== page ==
on Bitcoin. That includes launching the Bitcoin Investment Trust.

I’d also highlight that some of the most respected thought leaders and
investors have been, and continue to be, very positive on Bitcoin’s prospects
and the investment opportunity therein. Venture capitalists have invested
almost $200 million into Bitcoin companies, with the 2014 inflow expected to
pass $300 million. And these funds are coming from top-tier VCs like
Andreessen Horowitz, Google Ventures, Union Square Ventures, General Catalyst,
Accel, etc. While VCs may not always pick the right companies in a particular
space, they’re usually adept at picking the right trends and industries.

VCs are also very good at identifying ecosystems into which the brainpower and
human capital are flowing. All the big tech companies either have internal
labs working on Bitcoin projects, or their developers and engineers are
working on them nights and weekends. You’re also now seeing top talent
migrating to Bitcoin startups from tech giants like Facebook and Amazon.

Tell us about the Bitcoin Investment Trust.

The BIT is similar in structure to the SPDR Gold ETF, in that it is an open-
ended vehicle that passively holds and returns the price performance of an
underlying asset. In the case of the SPDR Gold ETF, the vehicle holds gold,
whereas the BIT passively holds Bitcoin. As such, the BIT was designed for
institutional and high net worth investors to put meaningful capital in
Bitcoin in a safer, more secure way, just like purchasing any other titled
security. Consequently, because the trust gives investors title, the BIT is
also available for purchase through certain types of IRAs and 401Ks. It’s
currently private and open only to accredited investors via our website
(www.BitcoinTrust.co). If things go as planned, we will bring the trust to a
publicly traded setting in the fourth quarter of this year, where it will
trade on the OTCQX, the top-tier electronicmarketplace operated by OTC
Markets. We’ll eventually look to transition it to the New York Stock
Exchange, but like many ETFs, there is a lengthy registration process. We
currently have $50 million of net assets in the trust and expect that figure
to increase greatly once it is available to the public later this year.

Why do you figure Bitcoin will win out over other digital currencies?

There are more than 200 alternative currencies right now. Many of them are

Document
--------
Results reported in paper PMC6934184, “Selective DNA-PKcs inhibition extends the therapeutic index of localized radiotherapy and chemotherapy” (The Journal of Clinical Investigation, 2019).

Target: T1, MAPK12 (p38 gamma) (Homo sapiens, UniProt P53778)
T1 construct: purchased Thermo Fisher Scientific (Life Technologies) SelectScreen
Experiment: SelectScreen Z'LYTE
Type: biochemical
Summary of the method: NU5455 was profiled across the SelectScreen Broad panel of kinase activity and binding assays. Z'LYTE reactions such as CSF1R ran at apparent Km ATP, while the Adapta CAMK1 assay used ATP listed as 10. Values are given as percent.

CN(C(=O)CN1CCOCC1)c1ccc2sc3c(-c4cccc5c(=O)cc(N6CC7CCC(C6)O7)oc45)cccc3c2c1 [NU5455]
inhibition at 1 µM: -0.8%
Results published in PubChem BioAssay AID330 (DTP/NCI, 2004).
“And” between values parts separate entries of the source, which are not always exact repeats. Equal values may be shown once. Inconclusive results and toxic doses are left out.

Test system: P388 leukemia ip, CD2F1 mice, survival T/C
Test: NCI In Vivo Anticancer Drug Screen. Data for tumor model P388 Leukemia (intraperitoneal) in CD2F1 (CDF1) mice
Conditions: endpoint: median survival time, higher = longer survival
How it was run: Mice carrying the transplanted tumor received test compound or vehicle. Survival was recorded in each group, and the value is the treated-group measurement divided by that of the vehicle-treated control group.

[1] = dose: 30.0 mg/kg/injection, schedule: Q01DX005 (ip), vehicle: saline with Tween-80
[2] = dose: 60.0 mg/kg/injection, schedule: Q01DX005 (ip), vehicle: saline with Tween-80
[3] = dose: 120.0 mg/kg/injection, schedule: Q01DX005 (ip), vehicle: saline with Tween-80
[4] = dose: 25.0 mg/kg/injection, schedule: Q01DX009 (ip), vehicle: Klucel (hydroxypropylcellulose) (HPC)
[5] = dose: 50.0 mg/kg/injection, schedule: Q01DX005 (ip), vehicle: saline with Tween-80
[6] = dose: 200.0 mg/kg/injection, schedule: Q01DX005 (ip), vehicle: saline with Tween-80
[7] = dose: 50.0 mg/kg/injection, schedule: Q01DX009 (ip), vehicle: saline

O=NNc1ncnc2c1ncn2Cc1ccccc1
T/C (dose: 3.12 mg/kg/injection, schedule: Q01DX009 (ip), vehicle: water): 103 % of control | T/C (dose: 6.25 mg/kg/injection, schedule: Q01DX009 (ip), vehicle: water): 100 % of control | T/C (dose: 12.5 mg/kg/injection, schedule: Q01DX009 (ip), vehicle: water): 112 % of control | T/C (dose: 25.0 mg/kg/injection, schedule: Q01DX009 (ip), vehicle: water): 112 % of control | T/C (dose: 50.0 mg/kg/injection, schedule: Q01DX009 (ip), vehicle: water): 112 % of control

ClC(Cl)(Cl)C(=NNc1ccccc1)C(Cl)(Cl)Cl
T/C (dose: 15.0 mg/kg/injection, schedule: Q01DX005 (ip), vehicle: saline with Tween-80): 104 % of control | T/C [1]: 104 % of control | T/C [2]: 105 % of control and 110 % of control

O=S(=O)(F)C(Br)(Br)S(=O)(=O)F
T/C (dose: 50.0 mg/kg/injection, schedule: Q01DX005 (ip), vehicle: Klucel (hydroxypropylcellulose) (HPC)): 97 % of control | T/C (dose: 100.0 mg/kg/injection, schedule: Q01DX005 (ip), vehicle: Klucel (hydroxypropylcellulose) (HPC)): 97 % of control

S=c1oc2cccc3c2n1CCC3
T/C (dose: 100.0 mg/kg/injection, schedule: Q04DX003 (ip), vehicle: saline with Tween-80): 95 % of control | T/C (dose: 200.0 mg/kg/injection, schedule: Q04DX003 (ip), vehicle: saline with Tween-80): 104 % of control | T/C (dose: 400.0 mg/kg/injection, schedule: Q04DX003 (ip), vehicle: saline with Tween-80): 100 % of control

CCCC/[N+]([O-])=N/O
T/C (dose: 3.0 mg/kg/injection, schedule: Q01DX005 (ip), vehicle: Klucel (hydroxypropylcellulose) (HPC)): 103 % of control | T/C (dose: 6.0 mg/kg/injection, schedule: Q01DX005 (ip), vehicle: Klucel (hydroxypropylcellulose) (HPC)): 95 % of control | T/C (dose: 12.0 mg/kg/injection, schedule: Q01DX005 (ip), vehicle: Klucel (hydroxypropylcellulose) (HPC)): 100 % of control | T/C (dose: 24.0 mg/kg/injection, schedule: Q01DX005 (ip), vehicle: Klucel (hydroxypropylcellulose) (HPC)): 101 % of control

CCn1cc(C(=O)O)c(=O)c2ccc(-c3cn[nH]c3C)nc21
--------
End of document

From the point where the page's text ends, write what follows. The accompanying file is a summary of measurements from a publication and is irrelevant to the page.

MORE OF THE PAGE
kind of get-rich-quick, pump-and-dump schemes, where the creators/adopters
launch and promote them, but don’t provide a useful service other than giving
people a chance to gamble.

Those companies aside, Bitcoin should beat out the rest of its competition for
two reasons.

One: Bitcoin has the greatest brand awareness and the first mover advantage.
There is $5 billion being held in wallets of Bitcoin owners around the world
who are unlikely to switch over to an alternative currency unless something
catastrophic happens with Bitcoin itself.

Second: Bitcoin at its core is technology, and more importantly, it’s an open
source project that is going to continue to adapt to the market. So if an
alternative currency starts to gain traction, there’s nothing to prevent
developers from incorporating into Bitcoin the unique features propelling the
new protocol. Bitcoin is not static, so it should just get better and better
over time.

Are there any viable alternatives?

A few. One being Ripple, which, per full disclosure, I have an interest in as
an angel investor in its developer, Ripple Labs. Litecoin and Dogecoin are
others that seem to have the most going for them.

Care to predict how and when the final phase leading to worldwide Bitcoin
adoption will occur?

I’m highly confident that in 2014, we’ll start the Wall Street phase. And that
will lead, either in 2015 at the earliest, but perhaps not till 2016, to Phase
V and worldwide adoption. But again, we need products that make it easier to
obtain, hold and use Bitcoin, and the monetary base needs to grow much larger,
with much deeper liquidity. We need roughly $50 billion of Bitcoin and $1
billion traded daily before Bitcoin fulfills its promise of becoming a global
payment system and remittance platform.